The Wizard of Oz holds a special place in the annals of the cinema. The movie may have lost best picture in 1939 to Gone with the Wind and not made back its initial investment right away, but it has made up for its slow start ever since. The Library of Congress named it as the most-watched film in history and it is on almost everyone's list of the top ten of all time.
You can experience this seminal film in a very special way this weekend, as the Fort Worth Symphony, under the direction of guest conductor Ron Spigelman, will play the lush musical score live as the movie is screened.
"The magic of digital editing dropped the orchestra out of the sound track, leaving the singing, dialogue and all of the other sound effects," Spigelman says. "They did a very good job and it is really enjoyable to conduct the score. This film in this version, and the orchestral score and parts, has been available for about five years and I have conducted it twice before."
Live orchestras were all the rage back in the silent film days, but only in the top theaters. In lesser venues, there was a small instrumental ensemble and sometimes just a pianist or organist. "Silent films gave a lot of musicians some employment at the time," Spigelman says.
In fact, the Dallas Chamber Symphony has included the screening of silent movies with newly composed scores as part of their inaugural season at the new City Performance Hall. However, a short comic silent film with a clever score, no matter how delightful, is not the same as hearing The Wizard of Oz with the Fort Worth Symphony. "It is like 3D, in a way, the music surrounds you in a manner speakers never can," Spigelman says.
The conductor has his work cut out for him coordinating the orchestra with the movie. "I have a clock and minutes and seconds are listed in my copy of the score," he says. That's it."
He has done several other films with a live orchestra, most recently the first of the Pirates of the Caribbean movies, but this one has the added difficultly of accompanying the singers. This is a hard job in live opera, but more so when the singers are frozen on the screen, endlessly repeating the identical performance. "One tough spot is the scene where the Munchkins welcome Dorothy to Oz. There are a lot of different soloists in the scene to try to follow," he says.
The score itself was a group effort. The songs were separate from the final score which was knit together by Herbert Stothart, who wrote everything except the songs. Those were written by lyricist E.Y. Harburg with the music of the great songwriter, Harold Arlen. Classical music fans are pleased, maybe even smug, to recognize bits of some classical masterpieces Stothart scattered here and there throughout the score. Keep your ears open for Stravinsky's Firebird, Ravel's Daphnis and Chloe and even Mussorgsky's Night of Bald Mountain.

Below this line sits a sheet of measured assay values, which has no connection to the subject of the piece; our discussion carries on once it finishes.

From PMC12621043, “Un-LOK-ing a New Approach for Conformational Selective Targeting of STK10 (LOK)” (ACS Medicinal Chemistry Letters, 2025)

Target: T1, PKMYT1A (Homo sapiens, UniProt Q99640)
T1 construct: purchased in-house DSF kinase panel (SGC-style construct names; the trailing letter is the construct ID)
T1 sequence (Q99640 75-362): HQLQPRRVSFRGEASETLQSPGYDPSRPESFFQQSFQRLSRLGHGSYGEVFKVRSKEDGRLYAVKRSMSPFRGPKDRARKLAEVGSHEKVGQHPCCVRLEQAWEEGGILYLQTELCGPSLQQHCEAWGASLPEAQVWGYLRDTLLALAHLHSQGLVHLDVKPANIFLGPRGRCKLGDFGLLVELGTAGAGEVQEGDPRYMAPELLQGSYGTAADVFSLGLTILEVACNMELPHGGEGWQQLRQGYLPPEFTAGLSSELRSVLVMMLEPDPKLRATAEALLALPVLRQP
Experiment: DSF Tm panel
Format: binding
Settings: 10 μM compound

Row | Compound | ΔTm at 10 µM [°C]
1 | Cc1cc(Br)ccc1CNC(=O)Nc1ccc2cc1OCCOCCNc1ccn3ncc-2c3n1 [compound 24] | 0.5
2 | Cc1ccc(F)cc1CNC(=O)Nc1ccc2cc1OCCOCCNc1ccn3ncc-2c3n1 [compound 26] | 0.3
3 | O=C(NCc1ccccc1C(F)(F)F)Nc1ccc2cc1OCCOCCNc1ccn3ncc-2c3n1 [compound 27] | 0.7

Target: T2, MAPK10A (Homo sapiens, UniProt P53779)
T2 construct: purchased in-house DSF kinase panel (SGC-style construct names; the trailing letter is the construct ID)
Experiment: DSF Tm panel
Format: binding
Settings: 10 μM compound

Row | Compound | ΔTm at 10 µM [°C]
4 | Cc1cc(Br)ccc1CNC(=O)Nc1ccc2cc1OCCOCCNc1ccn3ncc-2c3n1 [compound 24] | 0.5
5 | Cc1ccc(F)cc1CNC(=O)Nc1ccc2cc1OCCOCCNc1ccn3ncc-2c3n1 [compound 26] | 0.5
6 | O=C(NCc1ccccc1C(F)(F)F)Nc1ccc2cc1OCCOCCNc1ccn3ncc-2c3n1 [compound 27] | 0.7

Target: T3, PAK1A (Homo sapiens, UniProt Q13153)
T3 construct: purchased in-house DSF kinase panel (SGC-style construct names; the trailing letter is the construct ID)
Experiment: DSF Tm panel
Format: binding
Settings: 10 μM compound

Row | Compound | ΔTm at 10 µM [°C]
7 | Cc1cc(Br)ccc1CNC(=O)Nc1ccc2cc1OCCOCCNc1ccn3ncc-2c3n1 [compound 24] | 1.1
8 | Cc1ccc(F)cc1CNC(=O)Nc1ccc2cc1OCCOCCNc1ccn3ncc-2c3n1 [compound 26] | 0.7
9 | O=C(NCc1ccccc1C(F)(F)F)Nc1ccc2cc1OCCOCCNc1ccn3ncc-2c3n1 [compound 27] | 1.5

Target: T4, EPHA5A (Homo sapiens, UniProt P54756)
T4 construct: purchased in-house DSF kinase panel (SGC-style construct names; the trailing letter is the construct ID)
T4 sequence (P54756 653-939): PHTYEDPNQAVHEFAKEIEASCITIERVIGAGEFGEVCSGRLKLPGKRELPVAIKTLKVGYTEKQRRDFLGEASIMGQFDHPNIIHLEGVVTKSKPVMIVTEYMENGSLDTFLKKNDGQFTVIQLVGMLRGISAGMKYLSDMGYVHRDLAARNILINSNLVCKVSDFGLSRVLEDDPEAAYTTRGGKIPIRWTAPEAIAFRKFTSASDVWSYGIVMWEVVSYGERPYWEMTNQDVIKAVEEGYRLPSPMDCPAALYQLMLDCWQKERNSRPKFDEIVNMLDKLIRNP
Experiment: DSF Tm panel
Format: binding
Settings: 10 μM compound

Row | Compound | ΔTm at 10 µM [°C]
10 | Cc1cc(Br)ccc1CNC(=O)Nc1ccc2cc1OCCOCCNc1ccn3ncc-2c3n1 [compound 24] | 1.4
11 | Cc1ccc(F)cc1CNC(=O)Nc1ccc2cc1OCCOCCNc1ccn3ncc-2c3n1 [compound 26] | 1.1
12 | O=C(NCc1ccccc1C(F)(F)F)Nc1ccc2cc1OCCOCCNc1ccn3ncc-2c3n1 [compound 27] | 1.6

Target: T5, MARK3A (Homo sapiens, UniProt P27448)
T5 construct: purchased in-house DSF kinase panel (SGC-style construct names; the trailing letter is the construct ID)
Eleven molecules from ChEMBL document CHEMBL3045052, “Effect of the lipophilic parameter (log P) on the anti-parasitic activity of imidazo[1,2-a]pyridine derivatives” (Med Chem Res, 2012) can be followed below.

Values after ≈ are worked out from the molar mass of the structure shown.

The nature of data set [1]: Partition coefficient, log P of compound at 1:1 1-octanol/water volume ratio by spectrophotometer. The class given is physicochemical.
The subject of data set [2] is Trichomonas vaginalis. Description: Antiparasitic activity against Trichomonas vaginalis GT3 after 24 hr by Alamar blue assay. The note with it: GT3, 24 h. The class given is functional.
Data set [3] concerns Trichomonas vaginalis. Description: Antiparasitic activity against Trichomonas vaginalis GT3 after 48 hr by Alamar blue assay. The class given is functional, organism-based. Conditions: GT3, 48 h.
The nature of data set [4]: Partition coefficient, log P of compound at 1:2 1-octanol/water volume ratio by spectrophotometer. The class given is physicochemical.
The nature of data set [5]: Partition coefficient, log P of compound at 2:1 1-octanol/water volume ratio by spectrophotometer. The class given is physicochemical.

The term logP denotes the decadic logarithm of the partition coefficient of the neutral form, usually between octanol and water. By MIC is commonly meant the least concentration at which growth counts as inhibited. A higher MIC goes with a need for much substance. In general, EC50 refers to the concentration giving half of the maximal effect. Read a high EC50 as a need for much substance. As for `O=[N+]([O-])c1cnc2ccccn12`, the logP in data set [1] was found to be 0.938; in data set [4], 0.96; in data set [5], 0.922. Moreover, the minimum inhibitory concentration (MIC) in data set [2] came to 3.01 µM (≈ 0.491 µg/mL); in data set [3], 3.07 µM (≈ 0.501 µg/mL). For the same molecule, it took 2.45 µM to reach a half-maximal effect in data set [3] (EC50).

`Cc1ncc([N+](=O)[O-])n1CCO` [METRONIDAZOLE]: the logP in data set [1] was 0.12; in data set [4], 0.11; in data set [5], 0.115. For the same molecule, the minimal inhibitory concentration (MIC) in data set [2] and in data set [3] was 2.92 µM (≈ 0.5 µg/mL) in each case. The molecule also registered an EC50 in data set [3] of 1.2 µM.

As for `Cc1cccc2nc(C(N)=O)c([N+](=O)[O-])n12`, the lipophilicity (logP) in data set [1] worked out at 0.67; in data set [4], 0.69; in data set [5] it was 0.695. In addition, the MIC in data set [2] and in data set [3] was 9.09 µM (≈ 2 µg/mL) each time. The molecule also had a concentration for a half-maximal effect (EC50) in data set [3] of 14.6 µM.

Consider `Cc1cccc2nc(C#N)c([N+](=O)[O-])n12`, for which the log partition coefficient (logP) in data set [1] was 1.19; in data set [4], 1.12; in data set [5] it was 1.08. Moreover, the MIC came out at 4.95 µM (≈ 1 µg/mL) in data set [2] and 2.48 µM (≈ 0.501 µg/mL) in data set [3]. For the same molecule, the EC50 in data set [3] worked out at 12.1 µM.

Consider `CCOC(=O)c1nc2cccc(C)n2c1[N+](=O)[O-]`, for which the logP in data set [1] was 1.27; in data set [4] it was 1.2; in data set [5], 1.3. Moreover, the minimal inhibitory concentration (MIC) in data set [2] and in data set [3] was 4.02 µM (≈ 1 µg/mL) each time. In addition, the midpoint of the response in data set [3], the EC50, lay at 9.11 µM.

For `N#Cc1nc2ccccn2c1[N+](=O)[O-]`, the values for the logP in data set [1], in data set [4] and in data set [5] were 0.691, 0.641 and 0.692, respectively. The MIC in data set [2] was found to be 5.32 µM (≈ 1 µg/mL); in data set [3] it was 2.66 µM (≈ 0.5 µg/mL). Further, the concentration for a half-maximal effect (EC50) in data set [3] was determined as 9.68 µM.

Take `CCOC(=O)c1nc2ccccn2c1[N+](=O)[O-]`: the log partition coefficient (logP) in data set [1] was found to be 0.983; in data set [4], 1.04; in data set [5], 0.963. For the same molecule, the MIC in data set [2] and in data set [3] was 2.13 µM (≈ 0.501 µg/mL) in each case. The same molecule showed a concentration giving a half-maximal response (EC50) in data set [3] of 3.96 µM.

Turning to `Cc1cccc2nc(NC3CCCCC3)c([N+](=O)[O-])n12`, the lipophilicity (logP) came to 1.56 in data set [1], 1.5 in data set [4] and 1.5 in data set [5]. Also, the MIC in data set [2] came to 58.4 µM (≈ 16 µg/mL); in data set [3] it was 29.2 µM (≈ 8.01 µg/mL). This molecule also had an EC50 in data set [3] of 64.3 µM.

Spigelman says that the most challenging conducting in the film is the cyclone scene. This is where Dorothy's house is taken up in the air by the storm and transported to Oz, landing right on top of the Wicked Witch of the East with a thud. "The music starts with the dream sequence, builds and builds in a fantastic way, and then I have to hit last note when the house lands," he says. "But, just to be safe, I have the percussion ready to do another crash if I get to Oz ahead of the house."
As far as accompanying the singers, you would think that this would be easy with such outstanding musical actors as Judy Garland, Ray Bolger, Jack Haley and Bert Lahr. It was, for the most part, but Spigelman says that the trickiest part for him is the song "If I Only Had a Heart" with Jack Haley as the Tin Man. "He does a dance with vocals in between, so you have to watch his movements. It is hard to hit it exactly when he starts to sing again."
"It is such a wonderful movie you find yourself really putting out your best efforts to make it work," he adds. "I always wonder who is out there that has never seen it before. Maybe just a kid. But I always hope I am creating a 'wow' moment for someone in the audience."